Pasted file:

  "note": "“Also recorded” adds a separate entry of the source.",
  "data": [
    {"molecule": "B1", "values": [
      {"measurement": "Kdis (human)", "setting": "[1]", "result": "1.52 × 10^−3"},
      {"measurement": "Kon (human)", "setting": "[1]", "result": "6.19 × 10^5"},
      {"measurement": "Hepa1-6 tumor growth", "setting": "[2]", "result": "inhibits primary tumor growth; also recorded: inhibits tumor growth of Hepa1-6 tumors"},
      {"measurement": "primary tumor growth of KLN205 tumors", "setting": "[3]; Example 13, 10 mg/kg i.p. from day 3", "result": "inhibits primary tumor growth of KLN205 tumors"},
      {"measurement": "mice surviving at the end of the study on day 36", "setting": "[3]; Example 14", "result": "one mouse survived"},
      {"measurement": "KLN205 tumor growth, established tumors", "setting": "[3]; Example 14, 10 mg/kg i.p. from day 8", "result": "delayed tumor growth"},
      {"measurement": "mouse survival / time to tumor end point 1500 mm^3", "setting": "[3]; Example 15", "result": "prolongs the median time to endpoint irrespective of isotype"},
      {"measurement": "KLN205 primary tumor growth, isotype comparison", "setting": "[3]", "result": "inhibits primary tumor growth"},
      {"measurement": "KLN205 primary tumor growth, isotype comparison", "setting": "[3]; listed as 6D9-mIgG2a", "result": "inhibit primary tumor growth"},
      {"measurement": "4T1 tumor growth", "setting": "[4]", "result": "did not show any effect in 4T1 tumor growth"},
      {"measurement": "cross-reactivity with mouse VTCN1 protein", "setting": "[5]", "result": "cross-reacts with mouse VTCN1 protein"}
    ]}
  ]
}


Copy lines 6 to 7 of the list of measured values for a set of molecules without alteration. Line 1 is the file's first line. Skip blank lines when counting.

      {"measurement": "Hepa1-6 tumor growth", "setting": "[2]", "result": "inhibits primary tumor growth; also recorded: inhibits tumor growth of Hepa1-6 tumors"},
      {"measurement": "primary tumor growth of KLN205 tumors", "setting": "[3]; Example 13, 10 mg/kg i.p. from day 3", "result": "inhibits primary tumor growth of KLN205 tumors"},